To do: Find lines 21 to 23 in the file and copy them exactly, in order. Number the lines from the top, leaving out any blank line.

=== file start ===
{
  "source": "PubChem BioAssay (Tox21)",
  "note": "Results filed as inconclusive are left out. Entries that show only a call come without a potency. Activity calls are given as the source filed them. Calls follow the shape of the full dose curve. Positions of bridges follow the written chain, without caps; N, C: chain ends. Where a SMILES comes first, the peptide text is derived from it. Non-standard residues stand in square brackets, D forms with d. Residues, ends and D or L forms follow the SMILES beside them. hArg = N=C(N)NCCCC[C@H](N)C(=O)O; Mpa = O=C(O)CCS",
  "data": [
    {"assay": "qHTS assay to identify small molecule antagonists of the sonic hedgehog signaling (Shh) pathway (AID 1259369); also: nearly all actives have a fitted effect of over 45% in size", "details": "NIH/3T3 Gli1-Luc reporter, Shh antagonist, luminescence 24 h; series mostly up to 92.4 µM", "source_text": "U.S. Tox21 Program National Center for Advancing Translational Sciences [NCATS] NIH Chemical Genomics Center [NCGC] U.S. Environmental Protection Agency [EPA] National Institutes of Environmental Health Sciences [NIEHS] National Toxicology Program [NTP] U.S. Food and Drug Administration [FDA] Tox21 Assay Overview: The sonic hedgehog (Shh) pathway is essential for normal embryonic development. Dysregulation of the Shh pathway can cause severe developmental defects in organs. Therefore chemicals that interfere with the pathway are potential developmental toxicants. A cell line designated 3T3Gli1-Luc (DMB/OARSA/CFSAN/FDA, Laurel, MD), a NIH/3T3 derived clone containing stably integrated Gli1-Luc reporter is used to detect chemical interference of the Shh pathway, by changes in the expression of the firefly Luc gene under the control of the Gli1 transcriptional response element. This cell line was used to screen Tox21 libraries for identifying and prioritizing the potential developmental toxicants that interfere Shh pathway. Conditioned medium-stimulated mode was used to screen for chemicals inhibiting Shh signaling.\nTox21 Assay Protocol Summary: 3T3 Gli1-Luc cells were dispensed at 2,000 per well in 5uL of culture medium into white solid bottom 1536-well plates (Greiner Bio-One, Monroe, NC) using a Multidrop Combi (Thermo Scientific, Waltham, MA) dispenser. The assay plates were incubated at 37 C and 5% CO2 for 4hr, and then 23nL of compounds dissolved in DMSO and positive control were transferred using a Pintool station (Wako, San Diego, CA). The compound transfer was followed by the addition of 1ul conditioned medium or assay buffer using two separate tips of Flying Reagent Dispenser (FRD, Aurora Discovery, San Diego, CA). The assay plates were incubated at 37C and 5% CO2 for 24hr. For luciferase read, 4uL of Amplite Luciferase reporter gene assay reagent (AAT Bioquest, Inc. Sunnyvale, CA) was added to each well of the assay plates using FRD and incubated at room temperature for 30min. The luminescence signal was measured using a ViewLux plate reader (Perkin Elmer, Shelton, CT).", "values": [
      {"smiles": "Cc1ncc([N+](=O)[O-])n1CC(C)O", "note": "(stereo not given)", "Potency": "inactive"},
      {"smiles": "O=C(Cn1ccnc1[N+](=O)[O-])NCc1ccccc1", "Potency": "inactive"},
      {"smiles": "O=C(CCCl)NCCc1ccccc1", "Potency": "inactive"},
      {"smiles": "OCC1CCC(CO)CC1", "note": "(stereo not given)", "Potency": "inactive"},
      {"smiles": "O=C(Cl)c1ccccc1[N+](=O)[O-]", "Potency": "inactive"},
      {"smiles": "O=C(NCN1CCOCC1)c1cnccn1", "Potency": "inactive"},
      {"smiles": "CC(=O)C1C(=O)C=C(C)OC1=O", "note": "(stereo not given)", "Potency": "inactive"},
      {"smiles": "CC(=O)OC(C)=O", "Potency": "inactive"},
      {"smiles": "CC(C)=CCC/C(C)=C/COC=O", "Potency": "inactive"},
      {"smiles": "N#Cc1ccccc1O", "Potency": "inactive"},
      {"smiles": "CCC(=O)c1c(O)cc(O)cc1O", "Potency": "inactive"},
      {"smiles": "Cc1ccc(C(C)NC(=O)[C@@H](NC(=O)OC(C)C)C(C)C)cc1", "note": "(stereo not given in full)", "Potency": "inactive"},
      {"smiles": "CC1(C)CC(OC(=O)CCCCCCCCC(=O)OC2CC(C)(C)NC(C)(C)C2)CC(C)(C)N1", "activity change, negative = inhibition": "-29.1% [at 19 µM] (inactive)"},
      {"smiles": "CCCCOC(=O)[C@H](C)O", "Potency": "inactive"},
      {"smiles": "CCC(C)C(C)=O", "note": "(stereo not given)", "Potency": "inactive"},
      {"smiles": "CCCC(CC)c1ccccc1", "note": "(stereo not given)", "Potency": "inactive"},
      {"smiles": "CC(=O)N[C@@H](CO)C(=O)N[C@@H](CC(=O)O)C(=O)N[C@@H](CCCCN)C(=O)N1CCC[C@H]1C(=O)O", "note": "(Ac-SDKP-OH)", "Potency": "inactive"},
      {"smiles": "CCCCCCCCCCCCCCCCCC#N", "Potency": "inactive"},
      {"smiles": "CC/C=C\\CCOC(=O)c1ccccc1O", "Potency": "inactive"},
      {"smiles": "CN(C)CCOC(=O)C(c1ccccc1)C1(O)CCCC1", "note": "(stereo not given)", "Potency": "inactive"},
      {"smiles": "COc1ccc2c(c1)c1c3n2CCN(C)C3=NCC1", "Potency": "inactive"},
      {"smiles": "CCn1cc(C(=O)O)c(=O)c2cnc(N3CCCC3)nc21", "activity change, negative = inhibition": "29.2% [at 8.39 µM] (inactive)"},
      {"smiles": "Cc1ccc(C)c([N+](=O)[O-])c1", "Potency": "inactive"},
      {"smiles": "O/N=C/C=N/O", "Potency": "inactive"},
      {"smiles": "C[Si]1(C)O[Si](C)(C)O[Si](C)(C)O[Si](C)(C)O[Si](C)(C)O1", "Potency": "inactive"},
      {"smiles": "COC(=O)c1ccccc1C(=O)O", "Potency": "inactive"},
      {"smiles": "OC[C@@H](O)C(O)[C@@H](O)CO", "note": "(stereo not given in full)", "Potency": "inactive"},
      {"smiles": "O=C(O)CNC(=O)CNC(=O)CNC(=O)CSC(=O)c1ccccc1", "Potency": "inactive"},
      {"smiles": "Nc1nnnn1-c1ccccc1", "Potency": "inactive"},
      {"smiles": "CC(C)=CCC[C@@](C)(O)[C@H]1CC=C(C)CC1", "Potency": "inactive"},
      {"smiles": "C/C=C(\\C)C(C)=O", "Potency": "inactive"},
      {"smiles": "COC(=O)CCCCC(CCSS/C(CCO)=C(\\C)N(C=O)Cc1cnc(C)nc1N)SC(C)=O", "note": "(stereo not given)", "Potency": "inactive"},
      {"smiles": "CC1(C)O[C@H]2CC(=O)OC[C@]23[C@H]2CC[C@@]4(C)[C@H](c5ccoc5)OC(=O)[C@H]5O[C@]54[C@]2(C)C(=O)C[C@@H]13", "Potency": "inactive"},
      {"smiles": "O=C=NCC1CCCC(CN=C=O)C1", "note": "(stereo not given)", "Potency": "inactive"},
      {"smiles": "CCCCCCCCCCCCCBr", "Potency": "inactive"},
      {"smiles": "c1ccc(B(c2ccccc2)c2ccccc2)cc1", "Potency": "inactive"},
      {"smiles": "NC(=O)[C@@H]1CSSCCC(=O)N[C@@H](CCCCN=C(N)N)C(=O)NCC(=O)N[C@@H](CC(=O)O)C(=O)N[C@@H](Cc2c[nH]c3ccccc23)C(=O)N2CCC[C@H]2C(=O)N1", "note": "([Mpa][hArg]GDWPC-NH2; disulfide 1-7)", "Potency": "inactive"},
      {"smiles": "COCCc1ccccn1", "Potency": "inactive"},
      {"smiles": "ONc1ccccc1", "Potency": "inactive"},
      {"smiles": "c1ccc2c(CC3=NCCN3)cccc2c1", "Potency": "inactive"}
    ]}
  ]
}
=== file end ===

      {"smiles": "CCCC(CC)c1ccccc1", "note": "(stereo not given)", "Potency": "inactive"},
      {"smiles": "CC(=O)N[C@@H](CO)C(=O)N[C@@H](CC(=O)O)C(=O)N[C@@H](CCCCN)C(=O)N1CCC[C@H]1C(=O)O", "note": "(Ac-SDKP-OH)", "Potency": "inactive"},
      {"smiles": "CCCCCCCCCCCCCCCCCC#N", "Potency": "inactive"},